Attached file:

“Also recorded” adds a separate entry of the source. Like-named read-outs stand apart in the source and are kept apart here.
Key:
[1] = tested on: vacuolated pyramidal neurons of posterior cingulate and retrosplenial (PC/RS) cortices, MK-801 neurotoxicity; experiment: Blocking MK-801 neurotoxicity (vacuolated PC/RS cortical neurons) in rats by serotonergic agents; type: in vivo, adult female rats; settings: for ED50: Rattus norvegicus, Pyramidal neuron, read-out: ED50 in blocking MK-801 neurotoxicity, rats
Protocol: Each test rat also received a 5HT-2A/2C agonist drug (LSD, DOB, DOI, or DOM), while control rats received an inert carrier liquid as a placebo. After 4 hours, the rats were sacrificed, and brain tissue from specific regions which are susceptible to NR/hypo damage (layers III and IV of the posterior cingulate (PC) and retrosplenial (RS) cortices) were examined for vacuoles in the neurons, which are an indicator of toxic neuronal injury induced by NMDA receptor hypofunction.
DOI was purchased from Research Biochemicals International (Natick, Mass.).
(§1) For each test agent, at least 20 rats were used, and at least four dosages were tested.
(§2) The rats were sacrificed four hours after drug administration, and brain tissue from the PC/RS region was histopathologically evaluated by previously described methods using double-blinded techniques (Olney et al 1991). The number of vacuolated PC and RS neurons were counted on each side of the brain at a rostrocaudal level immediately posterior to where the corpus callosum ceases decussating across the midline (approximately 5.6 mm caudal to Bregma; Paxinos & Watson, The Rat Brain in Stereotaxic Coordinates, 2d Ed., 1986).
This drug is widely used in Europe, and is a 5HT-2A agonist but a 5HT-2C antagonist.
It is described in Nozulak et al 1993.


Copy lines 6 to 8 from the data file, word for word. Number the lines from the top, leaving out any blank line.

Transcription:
(§1) For each test agent, at least 20 rats were used, and at least four dosages were tested.
(§2) The rats were sacrificed four hours after drug administration, and brain tissue from the PC/RS region was histopathologically evaluated by previously described methods using double-blinded techniques (Olney et al 1991). The number of vacuolated PC and RS neurons were counted on each side of the brain at a rostrocaudal level immediately posterior to where the corpus callosum ceases decussating across the midline (approximately 5.6 mm caudal to Bregma; Paxinos & Watson, The Rat Brain in Stereotaxic Coordinates, 2d Ed., 1986).
This drug is widely used in Europe, and is a 5HT-2A agonist but a 5HT-2C antagonist.